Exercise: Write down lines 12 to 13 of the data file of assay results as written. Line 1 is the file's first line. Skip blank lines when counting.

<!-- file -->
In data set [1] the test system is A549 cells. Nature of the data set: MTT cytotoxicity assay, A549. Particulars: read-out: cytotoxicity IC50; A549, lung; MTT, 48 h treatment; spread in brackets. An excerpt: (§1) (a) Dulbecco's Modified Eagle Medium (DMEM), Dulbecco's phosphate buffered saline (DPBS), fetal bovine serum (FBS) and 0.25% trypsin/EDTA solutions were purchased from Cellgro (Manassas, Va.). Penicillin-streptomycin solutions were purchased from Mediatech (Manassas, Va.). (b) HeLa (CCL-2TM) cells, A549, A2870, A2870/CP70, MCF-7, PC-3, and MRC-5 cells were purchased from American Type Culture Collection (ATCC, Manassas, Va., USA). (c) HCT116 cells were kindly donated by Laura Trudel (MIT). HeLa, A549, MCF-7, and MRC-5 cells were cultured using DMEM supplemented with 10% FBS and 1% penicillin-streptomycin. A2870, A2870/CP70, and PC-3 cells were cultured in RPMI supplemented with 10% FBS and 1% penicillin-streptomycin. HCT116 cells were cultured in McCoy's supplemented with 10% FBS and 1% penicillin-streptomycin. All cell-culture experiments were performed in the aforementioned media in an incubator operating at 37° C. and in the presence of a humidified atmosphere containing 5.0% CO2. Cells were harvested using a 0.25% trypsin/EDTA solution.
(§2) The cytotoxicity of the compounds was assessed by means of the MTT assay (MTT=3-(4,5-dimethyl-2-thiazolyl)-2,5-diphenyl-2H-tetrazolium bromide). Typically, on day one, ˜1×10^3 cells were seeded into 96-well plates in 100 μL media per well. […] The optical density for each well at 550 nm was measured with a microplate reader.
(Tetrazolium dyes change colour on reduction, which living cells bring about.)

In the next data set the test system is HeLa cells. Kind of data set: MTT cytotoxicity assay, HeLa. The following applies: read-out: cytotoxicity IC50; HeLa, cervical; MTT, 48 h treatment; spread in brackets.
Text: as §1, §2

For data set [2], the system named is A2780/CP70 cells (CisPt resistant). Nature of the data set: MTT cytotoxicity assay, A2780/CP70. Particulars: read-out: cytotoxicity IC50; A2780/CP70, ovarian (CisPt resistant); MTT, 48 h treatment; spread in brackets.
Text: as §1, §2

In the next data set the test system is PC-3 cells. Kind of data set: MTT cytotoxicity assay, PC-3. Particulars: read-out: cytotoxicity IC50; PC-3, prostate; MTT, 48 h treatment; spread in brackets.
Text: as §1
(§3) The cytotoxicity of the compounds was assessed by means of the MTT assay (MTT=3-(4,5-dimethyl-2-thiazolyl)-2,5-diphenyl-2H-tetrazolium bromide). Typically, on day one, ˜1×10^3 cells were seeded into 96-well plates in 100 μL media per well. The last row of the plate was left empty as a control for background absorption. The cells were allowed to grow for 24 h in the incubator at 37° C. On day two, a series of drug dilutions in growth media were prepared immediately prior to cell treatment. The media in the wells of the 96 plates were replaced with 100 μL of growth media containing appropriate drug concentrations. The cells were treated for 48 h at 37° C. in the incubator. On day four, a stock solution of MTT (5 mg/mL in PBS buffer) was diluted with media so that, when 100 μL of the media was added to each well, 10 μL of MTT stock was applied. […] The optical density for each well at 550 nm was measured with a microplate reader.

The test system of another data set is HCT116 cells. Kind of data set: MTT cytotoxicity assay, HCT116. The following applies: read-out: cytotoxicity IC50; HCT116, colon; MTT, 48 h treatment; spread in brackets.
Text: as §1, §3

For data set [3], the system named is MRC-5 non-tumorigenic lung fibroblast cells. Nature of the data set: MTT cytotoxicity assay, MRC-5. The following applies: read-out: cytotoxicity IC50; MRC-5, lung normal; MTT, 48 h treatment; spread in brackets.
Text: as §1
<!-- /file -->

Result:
Text: as §1, §3

For data set [3], the system named is MRC-5 non-tumorigenic lung fibroblast cells. Nature of the data set: MTT cytotoxicity assay, MRC-5. The following applies: read-out: cytotoxicity IC50; MRC-5, lung normal; MTT, 48 h treatment; spread in brackets.